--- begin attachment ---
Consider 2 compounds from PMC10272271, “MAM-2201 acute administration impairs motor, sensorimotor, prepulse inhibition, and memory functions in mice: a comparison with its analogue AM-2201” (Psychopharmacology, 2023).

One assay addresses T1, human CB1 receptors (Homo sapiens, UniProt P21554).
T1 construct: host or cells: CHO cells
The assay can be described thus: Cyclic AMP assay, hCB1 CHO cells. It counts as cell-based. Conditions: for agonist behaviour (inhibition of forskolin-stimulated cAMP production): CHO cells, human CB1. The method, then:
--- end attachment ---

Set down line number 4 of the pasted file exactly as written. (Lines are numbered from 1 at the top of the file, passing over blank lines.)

The assay can be described thus: Cyclic AMP assay, hCB1 CHO cells. It counts as cell-based. Conditions: for agonist behaviour (inhibition of forskolin-stimulated cAMP production): CHO cells, human CB1. The method, then: